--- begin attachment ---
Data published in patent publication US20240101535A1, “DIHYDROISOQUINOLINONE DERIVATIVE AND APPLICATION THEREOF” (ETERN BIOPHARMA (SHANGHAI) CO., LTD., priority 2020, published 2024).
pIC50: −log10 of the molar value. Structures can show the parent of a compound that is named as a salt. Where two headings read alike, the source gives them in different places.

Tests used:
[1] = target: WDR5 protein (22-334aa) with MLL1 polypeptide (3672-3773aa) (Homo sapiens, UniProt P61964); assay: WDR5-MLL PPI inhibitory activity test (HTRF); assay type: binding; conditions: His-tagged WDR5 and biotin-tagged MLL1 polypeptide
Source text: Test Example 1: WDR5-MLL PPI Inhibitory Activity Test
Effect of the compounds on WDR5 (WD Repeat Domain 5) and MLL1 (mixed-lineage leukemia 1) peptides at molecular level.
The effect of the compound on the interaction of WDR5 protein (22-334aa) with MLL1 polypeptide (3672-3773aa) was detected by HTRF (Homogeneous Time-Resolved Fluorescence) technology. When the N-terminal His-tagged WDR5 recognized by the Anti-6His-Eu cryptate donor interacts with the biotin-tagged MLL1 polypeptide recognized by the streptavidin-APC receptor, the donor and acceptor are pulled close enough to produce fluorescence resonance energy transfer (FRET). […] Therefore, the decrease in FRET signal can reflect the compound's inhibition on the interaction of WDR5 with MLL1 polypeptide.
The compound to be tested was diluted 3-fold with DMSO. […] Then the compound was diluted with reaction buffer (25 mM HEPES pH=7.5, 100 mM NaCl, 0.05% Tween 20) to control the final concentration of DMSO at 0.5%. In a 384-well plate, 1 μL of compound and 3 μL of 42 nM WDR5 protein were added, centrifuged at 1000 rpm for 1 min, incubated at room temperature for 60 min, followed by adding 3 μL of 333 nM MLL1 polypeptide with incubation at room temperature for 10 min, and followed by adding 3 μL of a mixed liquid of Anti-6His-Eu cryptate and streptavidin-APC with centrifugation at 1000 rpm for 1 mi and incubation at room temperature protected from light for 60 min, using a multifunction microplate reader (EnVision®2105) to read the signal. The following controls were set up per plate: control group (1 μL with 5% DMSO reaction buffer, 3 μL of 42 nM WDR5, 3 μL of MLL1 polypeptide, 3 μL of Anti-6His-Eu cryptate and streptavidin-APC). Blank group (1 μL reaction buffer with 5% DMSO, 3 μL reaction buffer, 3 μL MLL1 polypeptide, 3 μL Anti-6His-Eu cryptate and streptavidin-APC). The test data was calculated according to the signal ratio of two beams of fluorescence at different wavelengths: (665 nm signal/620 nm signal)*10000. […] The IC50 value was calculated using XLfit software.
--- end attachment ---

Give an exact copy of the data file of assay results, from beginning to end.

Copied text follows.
Data published in patent publication US20240101535A1, “DIHYDROISOQUINOLINONE DERIVATIVE AND APPLICATION THEREOF” (ETERN BIOPHARMA (SHANGHAI) CO., LTD., priority 2020, published 2024).
pIC50: −log10 of the molar value. Structures can show the parent of a compound that is named as a salt. Where two headings read alike, the source gives them in different places.

Tests used:
[1] = target: WDR5 protein (22-334aa) with MLL1 polypeptide (3672-3773aa) (Homo sapiens, UniProt P61964); assay: WDR5-MLL PPI inhibitory activity test (HTRF); assay type: binding; conditions: His-tagged WDR5 and biotin-tagged MLL1 polypeptide
Source text: Test Example 1: WDR5-MLL PPI Inhibitory Activity Test
Effect of the compounds on WDR5 (WD Repeat Domain 5) and MLL1 (mixed-lineage leukemia 1) peptides at molecular level.
The effect of the compound on the interaction of WDR5 protein (22-334aa) with MLL1 polypeptide (3672-3773aa) was detected by HTRF (Homogeneous Time-Resolved Fluorescence) technology. When the N-terminal His-tagged WDR5 recognized by the Anti-6His-Eu cryptate donor interacts with the biotin-tagged MLL1 polypeptide recognized by the streptavidin-APC receptor, the donor and acceptor are pulled close enough to produce fluorescence resonance energy transfer (FRET). […] Therefore, the decrease in FRET signal can reflect the compound's inhibition on the interaction of WDR5 with MLL1 polypeptide.
The compound to be tested was diluted 3-fold with DMSO. […] Then the compound was diluted with reaction buffer (25 mM HEPES pH=7.5, 100 mM NaCl, 0.05% Tween 20) to control the final concentration of DMSO at 0.5%. In a 384-well plate, 1 μL of compound and 3 μL of 42 nM WDR5 protein were added, centrifuged at 1000 rpm for 1 min, incubated at room temperature for 60 min, followed by adding 3 μL of 333 nM MLL1 polypeptide with incubation at room temperature for 10 min, and followed by adding 3 μL of a mixed liquid of Anti-6His-Eu cryptate and streptavidin-APC with centrifugation at 1000 rpm for 1 mi and incubation at room temperature protected from light for 60 min, using a multifunction microplate reader (EnVision®2105) to read the signal. The following controls were set up per plate: control group (1 μL with 5% DMSO reaction buffer, 3 μL of 42 nM WDR5, 3 μL of MLL1 polypeptide, 3 μL of Anti-6His-Eu cryptate and streptavidin-APC). Blank group (1 μL reaction buffer with 5% DMSO, 3 μL reaction buffer, 3 μL MLL1 polypeptide, 3 μL Anti-6His-Eu cryptate and streptavidin-APC). The test data was calculated according to the signal ratio of two beams of fluorescence at different wavelengths: (665 nm signal/620 nm signal)*10000. […] The IC50 value was calculated using XLfit software.